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Patrick Keefe, deacon with St. Mary's Catholic Church in West Plains, Missouri, was nominated as an Unsung Hero for the work he does for the Salvation Army and the local homeless shelter, as well as comforting the sick and terminally ill.
Doug and Patty Kissinger of Ozark, Missouri, were nominated as Unsung Heroes for helping local charities, working with the youth in their area, and teaching their own five children how to "give back" to the community.
Today's Unsung Hero has a contagious laugh and a very humble heart.
Pat Keefe is a deacon at St. Mary's Catholic Church in West Plains, but spends his time with the sick and the dying, as well as raising money for the less fortunate.
One thing Pat is especially known for is organizing the Salvation Army Bell Ringing campaign.
In the five years since Pat has taken charge of the charity, the number of bell-ringers have doubled and the donations have risen from $5,000 to $27,000.
"For West Plains, a small town, 27,000 dollars is a lot of money. This is, without a doubt, the most generous, giving community in the world I think. They're really, really good," Keefe says.
Vicki Elmore works with Pat at the Samaritan Outreach Homeless Shelter in West Plains, where Pat serves on the board. She says he gives everything he has into the bell-rining.
"He's not only on the board of the Salvation Army bell ringing, he basically is the salvation army bell ringing campaign by himself," Elmore says. "Because, he does all the sign-up for the bell-ringers, collects the money and gets it to the bank, makes sure the signs are out, does the publicity. And usually, that's something a committee does. But he takes it on himself."
She says she can always count on Pat to pick up his cell phone, even in the middle of the night if a family is stranded or if someone needs food. His entire life, she says, devoted to serving others.
One of Pat's many services is his work as a hospital chaplain, comforting the sick and their families.
(Sound: Car door and keys.)
As we get out at the hospital, Pat tells me today he's here to pray with an 87-year-old woman who's going in for surgery in a few minutes. When she sees Pat come in, her face lights up. He says the Lord's Prayer with her.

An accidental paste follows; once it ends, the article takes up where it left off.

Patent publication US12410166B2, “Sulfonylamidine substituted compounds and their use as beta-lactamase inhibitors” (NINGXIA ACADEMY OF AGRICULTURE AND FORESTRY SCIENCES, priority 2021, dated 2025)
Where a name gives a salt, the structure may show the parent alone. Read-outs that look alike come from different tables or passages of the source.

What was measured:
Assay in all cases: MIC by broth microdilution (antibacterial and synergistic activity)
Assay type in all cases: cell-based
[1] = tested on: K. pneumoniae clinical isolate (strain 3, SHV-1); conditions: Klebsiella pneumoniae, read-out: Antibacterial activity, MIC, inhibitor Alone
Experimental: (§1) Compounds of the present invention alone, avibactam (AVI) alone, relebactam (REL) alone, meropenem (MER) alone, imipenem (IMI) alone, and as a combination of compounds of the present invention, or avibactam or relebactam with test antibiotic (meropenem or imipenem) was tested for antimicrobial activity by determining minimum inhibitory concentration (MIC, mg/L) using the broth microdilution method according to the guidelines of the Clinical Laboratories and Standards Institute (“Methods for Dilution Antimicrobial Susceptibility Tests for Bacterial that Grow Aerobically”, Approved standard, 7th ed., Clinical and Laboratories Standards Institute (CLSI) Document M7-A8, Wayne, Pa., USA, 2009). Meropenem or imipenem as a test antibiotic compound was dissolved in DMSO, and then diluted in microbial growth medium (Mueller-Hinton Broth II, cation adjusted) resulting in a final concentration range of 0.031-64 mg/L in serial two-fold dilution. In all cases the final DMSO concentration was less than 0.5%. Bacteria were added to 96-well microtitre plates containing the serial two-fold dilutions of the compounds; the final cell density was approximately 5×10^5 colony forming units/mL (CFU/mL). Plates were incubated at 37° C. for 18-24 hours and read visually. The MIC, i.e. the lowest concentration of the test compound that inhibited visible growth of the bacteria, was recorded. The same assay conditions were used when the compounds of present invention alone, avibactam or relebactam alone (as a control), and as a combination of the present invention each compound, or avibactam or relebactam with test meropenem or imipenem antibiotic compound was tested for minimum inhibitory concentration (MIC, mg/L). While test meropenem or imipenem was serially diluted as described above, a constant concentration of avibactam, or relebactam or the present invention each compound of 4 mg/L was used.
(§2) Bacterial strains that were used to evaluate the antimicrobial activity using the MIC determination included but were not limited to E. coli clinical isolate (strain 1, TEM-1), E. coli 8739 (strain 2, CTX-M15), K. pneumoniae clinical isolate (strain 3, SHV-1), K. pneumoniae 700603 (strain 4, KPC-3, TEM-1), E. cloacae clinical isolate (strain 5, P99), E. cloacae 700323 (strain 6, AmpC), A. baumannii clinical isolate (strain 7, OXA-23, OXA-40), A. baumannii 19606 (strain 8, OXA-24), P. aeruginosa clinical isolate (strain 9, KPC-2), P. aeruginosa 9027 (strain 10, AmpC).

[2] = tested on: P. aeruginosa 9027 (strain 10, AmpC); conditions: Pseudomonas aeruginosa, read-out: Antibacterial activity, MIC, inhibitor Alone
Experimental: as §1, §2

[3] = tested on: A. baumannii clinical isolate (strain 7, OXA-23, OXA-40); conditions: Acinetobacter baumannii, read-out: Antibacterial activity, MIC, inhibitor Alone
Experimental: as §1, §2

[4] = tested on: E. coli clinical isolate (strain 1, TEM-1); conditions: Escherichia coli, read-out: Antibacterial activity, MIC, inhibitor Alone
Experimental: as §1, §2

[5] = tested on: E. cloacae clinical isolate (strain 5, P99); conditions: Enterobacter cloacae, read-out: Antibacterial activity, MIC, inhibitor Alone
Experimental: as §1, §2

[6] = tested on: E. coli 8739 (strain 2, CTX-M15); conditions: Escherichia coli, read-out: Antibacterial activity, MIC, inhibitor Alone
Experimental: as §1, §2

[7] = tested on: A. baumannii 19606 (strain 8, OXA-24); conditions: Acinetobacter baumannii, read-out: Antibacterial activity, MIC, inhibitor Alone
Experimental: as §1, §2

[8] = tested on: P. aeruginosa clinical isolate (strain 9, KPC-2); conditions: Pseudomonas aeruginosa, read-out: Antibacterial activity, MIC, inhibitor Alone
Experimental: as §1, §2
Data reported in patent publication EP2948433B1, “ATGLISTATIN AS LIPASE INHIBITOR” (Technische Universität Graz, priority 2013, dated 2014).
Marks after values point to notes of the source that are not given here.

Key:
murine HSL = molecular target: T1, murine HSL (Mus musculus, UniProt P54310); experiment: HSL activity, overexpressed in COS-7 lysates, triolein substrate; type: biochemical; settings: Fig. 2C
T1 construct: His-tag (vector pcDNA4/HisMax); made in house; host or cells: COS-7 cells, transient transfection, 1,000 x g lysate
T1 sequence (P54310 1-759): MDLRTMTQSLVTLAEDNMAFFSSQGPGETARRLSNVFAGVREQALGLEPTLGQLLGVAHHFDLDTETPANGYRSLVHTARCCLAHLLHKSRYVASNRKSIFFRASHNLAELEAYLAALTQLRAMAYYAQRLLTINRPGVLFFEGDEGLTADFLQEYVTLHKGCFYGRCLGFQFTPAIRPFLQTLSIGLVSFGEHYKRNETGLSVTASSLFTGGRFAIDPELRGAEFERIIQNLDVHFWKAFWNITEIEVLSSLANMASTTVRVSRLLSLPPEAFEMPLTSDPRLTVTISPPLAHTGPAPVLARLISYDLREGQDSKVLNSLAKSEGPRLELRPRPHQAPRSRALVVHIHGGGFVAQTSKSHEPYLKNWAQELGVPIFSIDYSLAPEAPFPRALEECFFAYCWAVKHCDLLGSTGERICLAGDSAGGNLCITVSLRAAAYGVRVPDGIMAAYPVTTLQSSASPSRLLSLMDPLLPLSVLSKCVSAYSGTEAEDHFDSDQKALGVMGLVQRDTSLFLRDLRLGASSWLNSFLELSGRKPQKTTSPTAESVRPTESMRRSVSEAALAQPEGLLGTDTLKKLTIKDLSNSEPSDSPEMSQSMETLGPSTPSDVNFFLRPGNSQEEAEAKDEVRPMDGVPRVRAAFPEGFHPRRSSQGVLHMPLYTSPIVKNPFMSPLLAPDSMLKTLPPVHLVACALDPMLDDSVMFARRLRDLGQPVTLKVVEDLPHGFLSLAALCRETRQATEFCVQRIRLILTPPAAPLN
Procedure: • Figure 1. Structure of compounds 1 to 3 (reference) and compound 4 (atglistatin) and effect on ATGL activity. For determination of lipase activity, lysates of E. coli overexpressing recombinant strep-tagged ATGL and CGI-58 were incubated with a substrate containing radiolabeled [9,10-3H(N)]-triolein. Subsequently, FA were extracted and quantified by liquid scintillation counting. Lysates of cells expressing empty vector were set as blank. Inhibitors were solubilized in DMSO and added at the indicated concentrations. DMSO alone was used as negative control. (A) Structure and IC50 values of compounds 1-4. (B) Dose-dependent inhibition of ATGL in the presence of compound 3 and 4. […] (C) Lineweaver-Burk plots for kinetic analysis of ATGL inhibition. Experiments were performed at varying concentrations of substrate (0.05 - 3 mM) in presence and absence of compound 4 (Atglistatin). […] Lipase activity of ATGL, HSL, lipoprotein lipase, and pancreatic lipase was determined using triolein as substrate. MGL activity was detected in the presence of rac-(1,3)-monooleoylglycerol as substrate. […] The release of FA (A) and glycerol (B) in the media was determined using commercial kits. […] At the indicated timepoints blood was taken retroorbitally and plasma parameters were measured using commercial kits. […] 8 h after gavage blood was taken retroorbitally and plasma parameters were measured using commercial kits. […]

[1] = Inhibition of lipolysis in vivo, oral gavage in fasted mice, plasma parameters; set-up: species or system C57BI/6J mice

(Sound: "And lead us not into temptation, but deliver us from evil..."
A few minutes later, she is wheeled off into the perating theater.
"Vocations are strange," Pat says. "You know, I taught for 29 years. I was a coach and a teacher. When I was in my twenties, if someone would have told me I would have a ministry to the sick and the dying and the destitute, I would have shrugged that off. Because I'd say, 'That's not gonna be me.' And this is what I am. And I love it."
Moore: What is it about it that touches you, that drives you?
Keefe: It's probably the blessing I get from being with those who are sick, and those who are dying. I really believe there is no greater priveledge than to be with someone who is sick, or who is dying.
Moore: What do you say to someone who's dying?
Keefe: First, you have to give them permission to die. Last week there was a lady who had been in the ICU for three weeks. And I walked up to the daughter and asked her, 'Have you told guys told her it's okay to die?' And she looked at me kind of strangely and said, 'No.' And I said, 'You need to let her know it's okay to die and to go home with the Lord.' So she went and had a talk with her mom at about 10:30 in the morning, and she died around 4:30 in the afternoon. People will hang on to be with their loved ones. But when the loved ones say to them, 'Mom, it's okay to go home,' they let go. And they go home sooner.
Pat laughed when I asked him if he considered himself heroic.
"I'm a guy that God has directed in a way, and I do what He's given me the gifts to do. And I really love it. I'm not a hero. (laughing) I'm just not a hero."
He says he's not a hero, but to that 87-year-old woman, he was that day.
Pat Keefe of West Plains, an Unsung Hero for serving the less fortunate through the Salvation Army and Samaritan Outreach Homeless Shelter, and for his role in comforting the sick and terminally ill.
Reporting from West Plains, I'm Jennifer Moore.